Two independently working clinicians expressed concerns about a connection of the drug with the witnessed rise in the incidence of those very specific birth defects [2, 11, 12]. In consequence this led to the withdrawal of Thalidomide from the German pharmaceutical market on November 26, 1961. In Canada the authorities took action on March 2, 1962 [13], while in Japan some of the manufacturers withdraw Thalidomide voluntarily on May 17, 1962 [14] from the market.

While the exact causation mechanisms for the birth defects are still not fully understood and many theories are presented [7, 15,16,17], the issue of impairments generated by Thalidomide has not lost any of its relevance. In recent years the agent has come back into the drug market for treatment of leprosy [18], cancer [19,20,21] and refractory Crohn’s Disease [22]. Although being distributed under strict regulations [23,24,25] in some countries children affected by Thalidomide have been born [18, 26, 27] due to the renewed use of the drug.

By now, 55 years after withdrawal of the drug from the pharmaceutical market, the individuals suffering impairments from the substance face subsequent damages of their disablement, which often include chronic pain. Those subsequent damages have an enormous impact on the impaired persons’ way of life, as they cause long sick leaves, dependency on wheelchair and possible resulting social isolation with all its consequences [28, 29].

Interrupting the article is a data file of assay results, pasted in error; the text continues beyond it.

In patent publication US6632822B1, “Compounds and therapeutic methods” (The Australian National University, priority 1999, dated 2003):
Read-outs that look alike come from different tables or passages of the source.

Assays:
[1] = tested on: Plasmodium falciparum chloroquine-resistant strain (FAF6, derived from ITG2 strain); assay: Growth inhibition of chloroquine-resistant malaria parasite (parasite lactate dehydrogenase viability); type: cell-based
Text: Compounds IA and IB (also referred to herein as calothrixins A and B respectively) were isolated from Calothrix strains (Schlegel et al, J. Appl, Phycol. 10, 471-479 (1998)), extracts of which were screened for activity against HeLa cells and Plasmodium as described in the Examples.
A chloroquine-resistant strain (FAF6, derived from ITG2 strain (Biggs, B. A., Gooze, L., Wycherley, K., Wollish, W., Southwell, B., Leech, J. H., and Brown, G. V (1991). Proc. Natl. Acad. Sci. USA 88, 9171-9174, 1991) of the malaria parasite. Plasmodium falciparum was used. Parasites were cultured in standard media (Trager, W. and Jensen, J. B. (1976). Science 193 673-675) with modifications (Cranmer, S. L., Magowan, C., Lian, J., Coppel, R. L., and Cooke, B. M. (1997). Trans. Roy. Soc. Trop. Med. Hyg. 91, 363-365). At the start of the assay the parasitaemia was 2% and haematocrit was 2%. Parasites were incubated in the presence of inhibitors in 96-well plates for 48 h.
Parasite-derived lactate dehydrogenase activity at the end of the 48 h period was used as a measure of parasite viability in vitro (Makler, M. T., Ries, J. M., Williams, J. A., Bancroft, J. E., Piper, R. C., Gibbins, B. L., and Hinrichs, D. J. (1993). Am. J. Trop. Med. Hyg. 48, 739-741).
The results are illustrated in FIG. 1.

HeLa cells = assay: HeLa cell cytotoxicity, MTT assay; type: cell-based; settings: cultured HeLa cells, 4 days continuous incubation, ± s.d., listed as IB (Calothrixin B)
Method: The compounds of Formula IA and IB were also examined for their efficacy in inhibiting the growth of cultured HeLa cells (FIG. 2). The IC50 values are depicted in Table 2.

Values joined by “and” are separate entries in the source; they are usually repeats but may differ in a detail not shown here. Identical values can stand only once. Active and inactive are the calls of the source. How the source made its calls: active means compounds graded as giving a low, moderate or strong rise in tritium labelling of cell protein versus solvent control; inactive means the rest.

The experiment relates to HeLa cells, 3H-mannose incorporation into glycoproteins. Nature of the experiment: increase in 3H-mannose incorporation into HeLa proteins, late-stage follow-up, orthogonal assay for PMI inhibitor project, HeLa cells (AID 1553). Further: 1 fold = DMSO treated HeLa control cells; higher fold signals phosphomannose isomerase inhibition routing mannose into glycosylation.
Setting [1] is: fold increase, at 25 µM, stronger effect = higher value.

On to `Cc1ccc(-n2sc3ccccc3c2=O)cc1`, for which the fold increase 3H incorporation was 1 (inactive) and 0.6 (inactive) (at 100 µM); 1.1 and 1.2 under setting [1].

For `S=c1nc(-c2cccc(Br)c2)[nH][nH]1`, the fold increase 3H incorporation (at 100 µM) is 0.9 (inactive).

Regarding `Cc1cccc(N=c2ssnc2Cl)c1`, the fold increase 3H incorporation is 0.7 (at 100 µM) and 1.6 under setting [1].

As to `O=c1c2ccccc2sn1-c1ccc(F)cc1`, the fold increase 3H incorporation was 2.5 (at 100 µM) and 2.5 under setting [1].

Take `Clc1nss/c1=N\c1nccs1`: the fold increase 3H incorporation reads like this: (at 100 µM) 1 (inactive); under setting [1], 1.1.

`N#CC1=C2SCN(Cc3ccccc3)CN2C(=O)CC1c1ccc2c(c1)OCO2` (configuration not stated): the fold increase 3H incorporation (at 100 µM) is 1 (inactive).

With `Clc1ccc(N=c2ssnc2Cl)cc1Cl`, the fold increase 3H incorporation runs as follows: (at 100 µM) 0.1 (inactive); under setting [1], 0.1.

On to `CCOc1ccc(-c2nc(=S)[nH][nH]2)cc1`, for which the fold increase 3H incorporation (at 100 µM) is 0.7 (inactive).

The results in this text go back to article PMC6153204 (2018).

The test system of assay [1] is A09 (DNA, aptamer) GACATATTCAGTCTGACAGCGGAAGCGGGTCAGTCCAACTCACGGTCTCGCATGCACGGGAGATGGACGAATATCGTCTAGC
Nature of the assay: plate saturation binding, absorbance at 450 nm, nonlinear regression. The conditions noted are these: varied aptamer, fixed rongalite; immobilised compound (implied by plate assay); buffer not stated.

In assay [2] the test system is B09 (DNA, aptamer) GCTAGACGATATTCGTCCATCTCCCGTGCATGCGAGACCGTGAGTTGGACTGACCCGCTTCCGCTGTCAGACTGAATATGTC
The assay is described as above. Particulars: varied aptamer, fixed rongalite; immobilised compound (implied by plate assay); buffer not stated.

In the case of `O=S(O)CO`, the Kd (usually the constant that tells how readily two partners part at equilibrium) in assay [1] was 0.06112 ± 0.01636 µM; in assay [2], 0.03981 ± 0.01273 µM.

In 2002 Nippert et al. [30] (“N2002”) conducted a survey among women affected by Thalidomide from North Rhine-Westphalia to gain better understanding of long-term consequences of the impairments. In this survey it was found that those women judged their health-related quality of life and their health care poorer than women their age from the general population living in the same area. In 2015 a study financed by the NRW Centre for Health (Landeszentrum Gesundheit Nordrhein-Westfalen) was presented by Peters et al. [29] (“P2015”) which aims were to systematically identify and document the congenital and subsequent impairments caused by Thalidomide.

No longitudinal study that the authors know of has been done to describe the ongoing deterioration of health in Thalidomide affected persons. The aim of this publication is to compare the previously collected data of N2002 with recently collected data of P2015 and therefore try to close this gap of knowledge as to current health problems and anticipated health problems, medical care and assistance.

Methods

Study design

Both studies were cross-sectional studies.

Eligibility criteria and recruitment process